Best Host: Anne Hathaway
    Runner-Up: Scarlett Johansson
    Worst Host: Robert DeNiro

    Best Musical Guest: Kayne West
    Runner-Up: Paul McCartney
    Worst Musical Guest: Diddy Dirty Money

    Midseason MVP: Bill Hader has been an underappreciated clutch hitter for some time now, and in 2010-11 he's been an anchor in sketches that would otherwise float or drift away. You've come a long way, baby.
    Midseason Rookie of the Year: Vanessa Bayer. I give her a narrow edge over Jay if only because she's running away with the alpha-female parts that Kristen can do in her sleep and anything else that just isn't fit for Abby or Nasim.

    Best Overall Episode: Anne Hathaway/Florence + The Machine
    Runner-Up: Paul Rudd/Paul McCartney
    Worst Overall Episode: Jane Lynch/Bruno Mars

    "HelloStuart" has spent most of the last 18 months as the middle third of a human centipede. In his spare time, he's been a contributor to since the site's 2005 inception.
  • Half-Year Review

    Tonight's show brings host Jim Carrey. He hasn't hosted since 1996, and I've heard SNL kept on trying to get him back, so I'm not sure why he'd all of a sudden accept now. But, it's good to have him back. Musical guest is The Black Keys. This also marks the half-way mark to the season.

    A Message From Mike Bloomberg: People hated this opening, but I thought it was pretty good. New Yorkers don't know the real harsh winter that us Mainahs do. So, yeah, it was funny.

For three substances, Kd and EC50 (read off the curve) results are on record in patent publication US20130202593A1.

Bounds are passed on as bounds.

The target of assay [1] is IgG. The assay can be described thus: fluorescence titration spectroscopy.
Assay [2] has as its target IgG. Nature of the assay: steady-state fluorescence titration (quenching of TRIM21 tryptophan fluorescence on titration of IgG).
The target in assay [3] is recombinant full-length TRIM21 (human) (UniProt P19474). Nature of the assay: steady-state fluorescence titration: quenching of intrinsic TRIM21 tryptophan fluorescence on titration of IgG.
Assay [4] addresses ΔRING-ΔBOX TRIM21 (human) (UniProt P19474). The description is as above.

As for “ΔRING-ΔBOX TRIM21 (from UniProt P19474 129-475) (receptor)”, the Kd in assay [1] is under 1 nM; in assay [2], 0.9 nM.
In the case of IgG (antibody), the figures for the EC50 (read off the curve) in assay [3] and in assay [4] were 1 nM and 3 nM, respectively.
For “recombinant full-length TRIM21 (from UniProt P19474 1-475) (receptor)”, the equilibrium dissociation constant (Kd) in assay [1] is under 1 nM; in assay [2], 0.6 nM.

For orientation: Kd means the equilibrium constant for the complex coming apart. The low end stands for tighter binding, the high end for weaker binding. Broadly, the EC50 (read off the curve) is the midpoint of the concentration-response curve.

Monologue: This was a lot like the Jeremy Piven monologue. It was really funny, and it worked well.

    Bosely Restoration: Yes..... again. Out of all the commercials they've aired, they couldn't have aired another one?

    Black Swan: I'm glad they spoofed this movie. I saw it over Christmas break, and it truly was messed up, but still good at the same time. Jim's "sexy" antics were hilarious.

    Finding Your Power: This sketch was pretty good. The irony of "well, we taped it" was never really ironic, though.

    Grady Wilson's Tantric & Tasty: Yes... Grady Wilson again... Jim did make this funnier though. But, the movies are just way too animated to be disgustingly funny anymore.

    The Worst of Soul Train: I was surprised this sketch was put so high up in the show. It wasn't too funny. There were some hopeful comedic moments, but, otherwise, it wasn't anything too big to laugh about.

    Musical Performance: The Black Keys perform "Howlin' For You", which was a good performance.

    Weekend Update: The Pelosi/Boehner commentary was probably the funniest commentary of the night. Bobby's Anthony Crispino and the Bird/Fish interaction were both funny too.

    Merryville: This sketch was absolutely hilarious. The facial expressions when the men stopped were great, and everything about this was hilarious.

    Psychic Medium: This was a great way to feature Carrey's talents at his impressions. It was another hilarious sketch.